The statement must be defamatory and must tend to lower the claimant in the estimation of right-thinking members of society generally, and in particular cause him to be regarded with feelings of hatred, contempt, ridicule, fear and disesteem. mere general abuse spoken no action lies.[5] spoken words which are prima facie defamatory are not actionable if it is clear that they were uttered merely as general vituperation and were so understood by those who heard them.[6] Sometimes a statement may not be defamatory on the face of it but contain an innuendo, which has a defamatory meaning and this statement may be actionable.[7]

the statement must refer to the claimant either directly or indirectly.

The statement must be published, ie communicated, to a person other than the claimant.[8]

Consent of the claimant to the publication of a statement, by showing other people defamatory material which the defendant meant for the claimant only, will create a situation in which technically there has been no publication.[9]

DEFENCES

Truth

If the statement is true is a complete defence.[10] But it must be true as a whole as well as in parts. The burden of proof is on the defendant to prove that the statement made is true, rather than on the claimant to prove that it was false.

Fair comment on a matter of public interest

The defence of fair comment is designed to protect statements of opinion on matters of public concern.[11] The defence only applies to comments made on matters of public interest. Where there are imputations partly based on fact and partly expressions of opinion, the defence of fair comment will not fail merely because the truth of every allegation of fact is not proved if the expression of opinion is fair comment having regard to such of the facts alleged or referred to in the words complained of as are proved.

Privilege

absolute

In certain cases  law regards freedom of speech as essential, and provides a defence of absolute privilege which can never be defeated, no matter how false or malicious the statements may be. They are ‘absolutely privileged’ and protected from defamation proceedings.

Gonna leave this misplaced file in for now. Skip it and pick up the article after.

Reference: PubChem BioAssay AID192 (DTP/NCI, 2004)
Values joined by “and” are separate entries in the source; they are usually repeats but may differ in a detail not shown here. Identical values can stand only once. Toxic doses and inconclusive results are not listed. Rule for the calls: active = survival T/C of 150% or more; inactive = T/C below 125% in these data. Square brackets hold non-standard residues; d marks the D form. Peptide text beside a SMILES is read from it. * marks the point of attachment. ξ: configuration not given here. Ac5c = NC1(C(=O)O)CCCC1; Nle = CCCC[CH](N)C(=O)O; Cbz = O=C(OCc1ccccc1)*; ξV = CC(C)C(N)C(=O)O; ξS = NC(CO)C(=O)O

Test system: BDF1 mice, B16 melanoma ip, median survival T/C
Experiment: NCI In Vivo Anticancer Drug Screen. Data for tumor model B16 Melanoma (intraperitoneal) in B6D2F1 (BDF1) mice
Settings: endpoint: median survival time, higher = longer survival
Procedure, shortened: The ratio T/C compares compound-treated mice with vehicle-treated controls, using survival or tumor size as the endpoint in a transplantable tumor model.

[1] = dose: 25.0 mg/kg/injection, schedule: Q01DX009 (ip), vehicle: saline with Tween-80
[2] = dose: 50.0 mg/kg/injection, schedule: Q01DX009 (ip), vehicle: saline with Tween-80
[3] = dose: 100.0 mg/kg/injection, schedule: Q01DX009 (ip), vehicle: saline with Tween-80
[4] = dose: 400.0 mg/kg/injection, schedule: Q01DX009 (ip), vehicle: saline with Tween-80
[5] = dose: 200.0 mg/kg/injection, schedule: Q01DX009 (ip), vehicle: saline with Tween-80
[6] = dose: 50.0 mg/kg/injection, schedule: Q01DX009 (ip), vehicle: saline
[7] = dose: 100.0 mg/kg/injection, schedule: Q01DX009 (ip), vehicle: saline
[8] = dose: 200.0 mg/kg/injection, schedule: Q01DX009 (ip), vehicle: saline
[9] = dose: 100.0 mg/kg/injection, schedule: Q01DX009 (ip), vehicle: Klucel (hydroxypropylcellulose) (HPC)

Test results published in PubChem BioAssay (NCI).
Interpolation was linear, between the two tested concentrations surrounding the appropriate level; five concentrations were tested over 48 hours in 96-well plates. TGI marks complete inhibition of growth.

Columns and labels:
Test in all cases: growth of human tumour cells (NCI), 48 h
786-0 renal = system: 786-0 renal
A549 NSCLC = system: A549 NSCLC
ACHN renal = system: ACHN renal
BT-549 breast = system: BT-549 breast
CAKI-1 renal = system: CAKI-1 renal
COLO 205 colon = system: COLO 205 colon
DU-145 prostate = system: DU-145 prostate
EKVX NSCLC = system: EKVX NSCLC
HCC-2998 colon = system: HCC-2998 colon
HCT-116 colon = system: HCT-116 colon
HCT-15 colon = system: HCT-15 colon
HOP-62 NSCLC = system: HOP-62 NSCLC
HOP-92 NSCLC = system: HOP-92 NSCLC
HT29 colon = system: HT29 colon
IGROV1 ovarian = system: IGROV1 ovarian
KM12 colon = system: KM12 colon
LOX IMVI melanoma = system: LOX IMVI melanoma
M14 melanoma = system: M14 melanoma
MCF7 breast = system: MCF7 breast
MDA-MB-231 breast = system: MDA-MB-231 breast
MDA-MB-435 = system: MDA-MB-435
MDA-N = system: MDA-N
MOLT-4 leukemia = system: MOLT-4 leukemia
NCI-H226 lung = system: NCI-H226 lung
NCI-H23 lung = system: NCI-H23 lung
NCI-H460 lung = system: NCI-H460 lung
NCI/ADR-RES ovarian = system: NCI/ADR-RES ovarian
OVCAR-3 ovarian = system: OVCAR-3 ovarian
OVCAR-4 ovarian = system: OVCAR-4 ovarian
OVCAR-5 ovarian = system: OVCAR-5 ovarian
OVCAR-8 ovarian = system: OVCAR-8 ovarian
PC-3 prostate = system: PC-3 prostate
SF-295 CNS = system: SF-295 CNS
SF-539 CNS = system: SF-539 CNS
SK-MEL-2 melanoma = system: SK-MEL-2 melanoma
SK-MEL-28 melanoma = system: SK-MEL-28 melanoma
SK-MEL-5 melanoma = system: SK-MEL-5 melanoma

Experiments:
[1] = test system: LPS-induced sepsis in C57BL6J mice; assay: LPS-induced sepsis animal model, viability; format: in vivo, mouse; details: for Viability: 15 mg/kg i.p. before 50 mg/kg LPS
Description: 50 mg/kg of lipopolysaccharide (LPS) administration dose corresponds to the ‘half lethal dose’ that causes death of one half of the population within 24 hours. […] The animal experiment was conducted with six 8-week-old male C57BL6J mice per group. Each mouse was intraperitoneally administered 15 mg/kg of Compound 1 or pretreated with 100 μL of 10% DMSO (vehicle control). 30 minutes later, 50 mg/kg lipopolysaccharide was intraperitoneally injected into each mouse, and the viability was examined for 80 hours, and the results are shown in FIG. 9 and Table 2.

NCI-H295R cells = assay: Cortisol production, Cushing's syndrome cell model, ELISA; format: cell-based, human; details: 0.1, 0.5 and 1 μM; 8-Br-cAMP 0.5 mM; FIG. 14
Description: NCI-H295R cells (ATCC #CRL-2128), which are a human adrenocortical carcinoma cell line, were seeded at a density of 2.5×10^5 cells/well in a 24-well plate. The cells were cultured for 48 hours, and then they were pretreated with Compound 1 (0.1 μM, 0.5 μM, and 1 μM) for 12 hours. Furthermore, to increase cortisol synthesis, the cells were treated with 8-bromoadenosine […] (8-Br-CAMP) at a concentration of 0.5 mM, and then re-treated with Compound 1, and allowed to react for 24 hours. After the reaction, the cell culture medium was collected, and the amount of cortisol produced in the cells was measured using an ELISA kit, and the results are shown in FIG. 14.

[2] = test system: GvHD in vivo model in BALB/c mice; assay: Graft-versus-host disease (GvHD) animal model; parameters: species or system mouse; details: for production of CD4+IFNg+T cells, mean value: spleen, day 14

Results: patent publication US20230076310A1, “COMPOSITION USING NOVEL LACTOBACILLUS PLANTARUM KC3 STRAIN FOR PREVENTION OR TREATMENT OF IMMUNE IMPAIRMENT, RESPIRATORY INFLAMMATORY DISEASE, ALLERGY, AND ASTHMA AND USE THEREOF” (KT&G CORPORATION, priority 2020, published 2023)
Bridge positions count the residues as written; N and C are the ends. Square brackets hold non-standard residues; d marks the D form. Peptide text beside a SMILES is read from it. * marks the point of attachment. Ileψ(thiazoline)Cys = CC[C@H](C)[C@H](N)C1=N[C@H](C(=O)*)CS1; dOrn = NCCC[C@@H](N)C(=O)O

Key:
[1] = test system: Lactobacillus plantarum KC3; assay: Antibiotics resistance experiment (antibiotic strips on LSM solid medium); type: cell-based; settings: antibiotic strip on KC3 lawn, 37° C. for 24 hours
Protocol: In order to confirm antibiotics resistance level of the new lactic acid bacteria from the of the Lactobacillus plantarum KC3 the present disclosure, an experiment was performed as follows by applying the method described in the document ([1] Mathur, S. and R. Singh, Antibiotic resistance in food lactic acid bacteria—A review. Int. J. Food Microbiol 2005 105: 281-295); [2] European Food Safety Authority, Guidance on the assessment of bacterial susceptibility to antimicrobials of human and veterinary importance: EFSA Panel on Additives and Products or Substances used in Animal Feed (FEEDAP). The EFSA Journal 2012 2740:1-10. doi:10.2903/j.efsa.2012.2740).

Example of such privileges are,

  • Statements made in either House of Parliament.
  • Parliamentary papers of an official nature, ie, papers, reports and proceedings which Parliament orders to be published
  • Statements made in the course of judicial proceedings or quasi-judicial proceedings
  • Communications between lawyers and their clients
  • Statements made by officers of state to one another in the course of their official duty[12]

Qualified

Qualified privilege operates only to protect statements which are made without malice ie, spitefully, or with ill-will or recklessness as to whether it was true or false

Examples of such privileges that are protected are:

Statements made in pursuance of a legal, moral or social duty

Statements made in protection of an interest either public or private interest.

DEFAMATION UNDER INDIAN LAW

chapter XXI sections 499-502 of Indian Penal Code protects an individual’s / person’s reputation. Defamation against the state is contained in section 124A [Sedition], Section 153 of the Code provides for defamation of a class i.e., community, while section 295A deals with hate speech with regards to outraging religious sentiments.